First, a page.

“You’ll know when we get there. It’s a surprise.” He turned to smile at her before tidying up his papers and ushering her out of the office. “And you look good in that top.”
“Thanks, glad you like it. But don’t dodge the question. Why won’t you tell me now?”
“Not yet, wait till we get there. Or you can try guessing.”
“Oh Edward, you know I don’t like surprises.”
They took the elevator to the underground car park and were soon on their way. Unlike most of their dates, this wasn’t set in advance. He usually picked her up after work, either alone or with friends, to take her home or out for drinks.
Sometimes, they went to her book club or similar literary events. Other times he introduced her to new places; some he’d discovered as a university student during his first years in the city.
They were caught in the perennial hold-up on Awolowo Road when she turned under the seatbelt. “OK, do you know what?”
“What is that?” Edward adjusted his side mirror as an okada bike sneaked in between the stationary cars.
“I got a query yesterday. My boss says I nod off at my desk.”
“So you are one of those people who sleep at work, eh? I have some of those in my office too.”
“I got you,” Gladys chuckled. “I actually enjoy my duties.
“You’re sure you do not sleep on the job?”
“No I don’t.” Did he think she was serious?
“Is that your final answer or do you want to phone a friend?” Edward deadpanned as the traffic began to inch forward.
Caught unawares, Gladys laughed easily. It was clear she would have fun tonight. “Really, I was only trying to pull your leg. I’ve never received a query.”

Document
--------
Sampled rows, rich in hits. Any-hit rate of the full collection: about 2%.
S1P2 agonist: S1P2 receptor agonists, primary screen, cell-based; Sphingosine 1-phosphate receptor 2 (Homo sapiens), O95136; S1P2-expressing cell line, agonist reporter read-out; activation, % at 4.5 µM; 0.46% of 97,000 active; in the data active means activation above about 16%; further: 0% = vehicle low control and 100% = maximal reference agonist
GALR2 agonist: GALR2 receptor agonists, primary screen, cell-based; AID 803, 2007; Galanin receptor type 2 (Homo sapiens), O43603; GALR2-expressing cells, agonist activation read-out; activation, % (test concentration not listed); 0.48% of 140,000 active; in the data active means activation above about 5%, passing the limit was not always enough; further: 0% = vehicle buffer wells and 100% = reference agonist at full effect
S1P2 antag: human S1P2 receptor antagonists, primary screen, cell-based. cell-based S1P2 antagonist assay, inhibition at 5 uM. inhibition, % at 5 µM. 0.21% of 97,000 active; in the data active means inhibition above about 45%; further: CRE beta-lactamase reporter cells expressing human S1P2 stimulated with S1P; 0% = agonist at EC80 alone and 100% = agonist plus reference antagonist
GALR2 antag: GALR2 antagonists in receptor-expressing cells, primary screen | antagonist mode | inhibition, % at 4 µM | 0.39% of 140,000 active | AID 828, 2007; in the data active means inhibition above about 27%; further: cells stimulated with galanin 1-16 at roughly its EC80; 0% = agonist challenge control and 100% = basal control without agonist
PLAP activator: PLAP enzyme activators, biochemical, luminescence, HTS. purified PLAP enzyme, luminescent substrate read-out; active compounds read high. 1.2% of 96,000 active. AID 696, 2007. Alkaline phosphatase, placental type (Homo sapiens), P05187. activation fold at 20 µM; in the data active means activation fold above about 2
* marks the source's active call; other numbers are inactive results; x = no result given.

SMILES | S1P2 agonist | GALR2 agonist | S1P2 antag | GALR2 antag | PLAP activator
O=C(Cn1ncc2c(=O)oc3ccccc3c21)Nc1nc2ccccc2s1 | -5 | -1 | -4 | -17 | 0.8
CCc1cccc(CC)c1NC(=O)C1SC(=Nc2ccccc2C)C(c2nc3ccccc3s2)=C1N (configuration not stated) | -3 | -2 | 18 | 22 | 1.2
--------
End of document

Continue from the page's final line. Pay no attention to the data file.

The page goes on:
“Well my legs are quite busy now, so please don’t pull any of them.” Their laughter blended into each other.
He looked at her when she stopped. “What did you receive?”
“That’s the deal. I’ll tell if you say where we’re headed.”
He guffawed. She put a hand on his thigh, “Edward please...”
“So you thought to make a stand? I didn’t think so.”
She pouted and looked away. They soon arrived at Reed’s Restaurant, which served Thai food. They had been here before, but Gladys was surprised to see her friend Ola walking up to the car. She opened the door and stepped out.
“What a coincidence!” She said as Ola came closer to them.
“I don’t think it is.” Ola pointed to the group of people near the doors of the building.
Gladys looked up and gasped; she looked over to Edward who had just finished locking up.
“Happy birthday to you darling.” He smiled innocently at her and turned to Ola. “Allow me to use this opportunity to congratulate you on your confirmation too.”
“Don’t look at me, I didn’t tell him.” Gladys protested when Ola turned to her with an accusatory look.
Ola was a colleague whose cubicle was just down the hall from hers at the office. She had started out in the industry ten years ago as a lowly clerk but had risen to become a chartered accountant. They’d taken to each other, maybe because she was a fairly new employee herself when Gladys joined the firm. Ola was Gladys’s best friend even though she was older by some years. They shared more interests than she did with Jennifer or Ayo. Also, Ola was a Lagos girl and from her and Edward, Gladys had learnt all about living in and enjoying the hectic city.
“How did you find out then?” Ola turned back to Edward.
“Let’s just say I have an ear to the ground.” He replied striding around the car. Her eyes settled on him but she was speechless. Her birthday was last week but she wasn’t even a stickler for celebrations. Her family and a few friends had called with greetings and she was even happier when he’d made time from his busy schedule in China to do the same.
He took her arms and gave her a brief kiss on the lips.
“So this is your surprise?”
“Yes, a birthday party. Do you still not like surprises?”
“I love this one.” She gave him a big hug.

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Excerpt from my first novel, A HEART TO MEND